The Steel Guitar Forum Store 

Post new topic Free Floating Multibender for Guitar?
Reply to topic
Author Topic:  Free Floating Multibender for Guitar?
Dustin Neufeld

 

From:
Quebec, Canada
Post  Posted 8 Jul 2022 4:20 pm    
Reply with quote

Hi, I'm new to the forum, but I'm hoping someone here can help me with something! I have been considering purchasing a Duesenberg Multibender for a strat or tele, but after talking to a guitar builder/tech friend of mine who is currently working on a guitar with one of these units installed, I realized that this device is close to, but not quite what I'm after.

I want to be able to play a chord on a guitar in standard tuning while bending and/or adding vibrato to a single note of the chord. That way I could play chord melody stuff and make the melody line sing out/bend in a similar fashion to the way that I would play it if I was playing just the melody line by itself.

I envision this device working the same way as the Duesenberg Multibender in that the levers could be assigned to two or more of the higher strings, but with more of a traditional whammy-bar type of action. Ideally it would have a range of minimally a whole tone up and down in pitch from the fretted note and be free floating. I think a system like this is would be more musical and useful to me than a traditional guitar tremolo system given the music that I play.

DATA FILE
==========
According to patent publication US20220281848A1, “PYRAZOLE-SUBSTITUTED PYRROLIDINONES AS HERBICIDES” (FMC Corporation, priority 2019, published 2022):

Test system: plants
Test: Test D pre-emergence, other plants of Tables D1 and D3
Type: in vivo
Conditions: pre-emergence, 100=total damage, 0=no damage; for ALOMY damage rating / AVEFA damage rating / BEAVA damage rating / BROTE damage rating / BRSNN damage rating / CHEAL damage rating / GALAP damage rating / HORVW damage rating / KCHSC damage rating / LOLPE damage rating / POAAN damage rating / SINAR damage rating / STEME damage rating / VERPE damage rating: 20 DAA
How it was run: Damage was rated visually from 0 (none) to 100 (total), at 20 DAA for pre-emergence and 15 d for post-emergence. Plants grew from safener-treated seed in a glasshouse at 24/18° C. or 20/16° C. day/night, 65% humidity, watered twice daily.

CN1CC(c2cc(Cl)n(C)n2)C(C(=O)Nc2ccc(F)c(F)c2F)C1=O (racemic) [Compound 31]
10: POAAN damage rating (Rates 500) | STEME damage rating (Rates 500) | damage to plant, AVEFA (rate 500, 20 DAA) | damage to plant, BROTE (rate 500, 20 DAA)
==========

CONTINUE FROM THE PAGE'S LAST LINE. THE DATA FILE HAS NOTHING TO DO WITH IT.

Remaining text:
Does such a thing exist? If not, can a Multibender be modified to do this? I am guessing that if anyone has experimented with this sort of thing, it will be someone here!

Thanks for your help!
View user's profile Send private message Send e-mail

Johnie King


From:
Tennessee, USA
Post  Posted 11 Jul 2022 9:50 am    
Reply with quote

Might work, Jackson's builds some good benders.




View user's profile Send private message Send e-mail

Dustin Neufeld

 

From:
Quebec, Canada
Post  Posted 16 Jul 2022 10:13 am    
Reply with quote

Thanks! I'll check those out
View user's profile Send private message Send e-mail

Ian Worley


From:
Sacramento, CA
Post  Posted 16 Jul 2022 11:46 am    
Reply with quote